If you follow me on twitter, you know how much I love my critique partners. Rarely a week goes by that I do not feel the need to tweet to the world about how brilliant and helpful they are. Invariably, this brings the response, “You’re so lucky! How did you find them?”
Well, I actually have two wonderful critique groups, this one for historical romances, and another for my contemporary novels. But before I found them, I bounced through several other groups that weren’t a good fit. Along the way, I learned a few things about how to find a good critique group/partner.
5 Keys to Finding a Great Critique Partner:
1)Take an honest look at your own writing.
Before you go looking for a critique group, stop and think honestly about your own writing habits, and what you want to get from this relationship. How much do you really write? You want to have someone who writes about as much as you do. Do you want critique partners who write the same genre? When writing historicals, it’s a big help, because you can share research. And last but not least, think about your steam/gore level. If you’re Penelope Prude, you might have problems critting Steamy Sue’s erotica.
2) Looking Local or Online?
This too is a matter of personal preference. For sheer volume, nothing beats online. There are plenty of Yahoo groups for writers. Many of the online RWA chapters, like Hearts Through History or Kiss of Death, have crit groups. Even if your chapter doesn’t, you can always post a message looking for other members who want to start one.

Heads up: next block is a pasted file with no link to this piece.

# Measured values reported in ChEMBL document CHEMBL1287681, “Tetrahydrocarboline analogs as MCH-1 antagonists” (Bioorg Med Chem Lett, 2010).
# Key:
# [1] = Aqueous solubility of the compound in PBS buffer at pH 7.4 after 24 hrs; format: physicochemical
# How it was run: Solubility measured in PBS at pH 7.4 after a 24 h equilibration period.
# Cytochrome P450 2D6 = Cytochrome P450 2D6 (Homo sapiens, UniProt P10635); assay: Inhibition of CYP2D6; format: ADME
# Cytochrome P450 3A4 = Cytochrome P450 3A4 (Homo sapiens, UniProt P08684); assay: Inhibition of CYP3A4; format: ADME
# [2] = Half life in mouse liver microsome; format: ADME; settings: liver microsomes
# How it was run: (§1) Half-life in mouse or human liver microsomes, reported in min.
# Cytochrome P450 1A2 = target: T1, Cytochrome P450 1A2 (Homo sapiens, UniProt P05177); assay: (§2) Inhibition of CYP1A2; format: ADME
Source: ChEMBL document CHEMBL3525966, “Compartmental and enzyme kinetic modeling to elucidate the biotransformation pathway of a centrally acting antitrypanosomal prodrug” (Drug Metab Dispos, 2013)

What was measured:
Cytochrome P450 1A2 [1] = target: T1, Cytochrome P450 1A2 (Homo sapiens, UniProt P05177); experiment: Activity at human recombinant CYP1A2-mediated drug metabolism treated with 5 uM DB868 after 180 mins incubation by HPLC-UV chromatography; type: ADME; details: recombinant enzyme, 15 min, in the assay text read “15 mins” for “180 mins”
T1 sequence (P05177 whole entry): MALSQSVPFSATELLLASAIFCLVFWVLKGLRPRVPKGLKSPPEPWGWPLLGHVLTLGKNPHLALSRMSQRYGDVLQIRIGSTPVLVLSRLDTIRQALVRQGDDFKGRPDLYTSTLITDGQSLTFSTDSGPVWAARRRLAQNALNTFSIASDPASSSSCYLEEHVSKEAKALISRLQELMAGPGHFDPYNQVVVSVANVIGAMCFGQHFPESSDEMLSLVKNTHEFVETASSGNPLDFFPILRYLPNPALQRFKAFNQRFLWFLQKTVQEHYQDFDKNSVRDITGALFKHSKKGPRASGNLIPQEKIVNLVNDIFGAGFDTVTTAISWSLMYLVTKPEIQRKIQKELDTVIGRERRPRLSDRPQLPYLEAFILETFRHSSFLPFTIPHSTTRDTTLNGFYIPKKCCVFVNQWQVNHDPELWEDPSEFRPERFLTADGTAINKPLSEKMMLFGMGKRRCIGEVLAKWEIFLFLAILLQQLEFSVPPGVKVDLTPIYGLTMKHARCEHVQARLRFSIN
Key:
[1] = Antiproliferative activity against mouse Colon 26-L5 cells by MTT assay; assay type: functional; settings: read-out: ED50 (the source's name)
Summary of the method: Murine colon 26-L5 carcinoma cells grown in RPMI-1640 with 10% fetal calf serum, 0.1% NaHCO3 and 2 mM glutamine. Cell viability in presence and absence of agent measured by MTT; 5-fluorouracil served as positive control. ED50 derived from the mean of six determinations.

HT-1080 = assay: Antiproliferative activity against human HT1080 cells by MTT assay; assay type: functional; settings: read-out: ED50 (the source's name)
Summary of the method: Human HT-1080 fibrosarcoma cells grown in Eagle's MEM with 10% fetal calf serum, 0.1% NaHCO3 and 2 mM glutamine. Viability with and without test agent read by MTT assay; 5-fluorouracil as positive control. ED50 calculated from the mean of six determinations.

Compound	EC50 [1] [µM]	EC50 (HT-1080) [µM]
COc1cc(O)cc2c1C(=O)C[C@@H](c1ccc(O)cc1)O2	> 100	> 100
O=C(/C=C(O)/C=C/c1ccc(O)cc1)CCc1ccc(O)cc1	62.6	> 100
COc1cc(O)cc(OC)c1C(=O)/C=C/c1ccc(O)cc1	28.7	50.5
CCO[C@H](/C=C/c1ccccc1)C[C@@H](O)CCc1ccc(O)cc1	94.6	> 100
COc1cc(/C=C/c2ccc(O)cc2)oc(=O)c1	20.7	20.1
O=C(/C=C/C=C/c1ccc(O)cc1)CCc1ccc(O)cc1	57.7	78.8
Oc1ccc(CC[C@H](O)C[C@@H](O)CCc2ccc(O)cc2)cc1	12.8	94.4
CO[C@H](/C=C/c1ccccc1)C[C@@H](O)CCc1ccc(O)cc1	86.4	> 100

Local groups, which meet in person, are harder to schedule, but more likely to grow into lifelong friendships. Again, your local RWA Chapter is a great place to start, even if you don’t write romance. Search online for other local writing groups meeting in your area. Libraries and independent bookstores often have bulletin boards where writing groups can post notices. So do colleges, or any other place where you might find a writing class.
3) Don’t Dismiss the Newbie.
You might think that the ideal crit group is full of brilliant, published authors. But published authors are really busy people on tight deadlines. So you want to have some reliable unpubbed’s in your group. People who have time to brainstorm with you and read your revisions. A new writer might not know all the tricks of the trade, but they can tell you what a reader thinks and they may be more honest than your experienced writing friends who know how hard it is to hear that your hero's a jerk.
4) Check the Rules.
Once you’ve found a group you’re interested in, check around for a list of rules. The bigger the group, the more likely you need some. The important thing to look for here is the exchange rate. How many critiques do you have to do before you can submit your own work? Do you decide how often you submit, or is someone else making up a schedule for you? How are the critiques given, in writing or read aloud?
5) Love them, Love their work.
The most important thing about joining a crit group is finding people you can like both as writers and as friends. You’re going to be spending a lot of time with these people, reading thousands of pages they’ve written. I can honestly say that I get a little thrill every time one of my crit partners submits a new chapter or starts a new book. Published or not, they’ll always be my favorite authors. And that’s what makes a great critique group.
I would love to hear your experiences. Where did you find the perfect crit group/partner? And what do you think is the most important factor in forming a great critique group?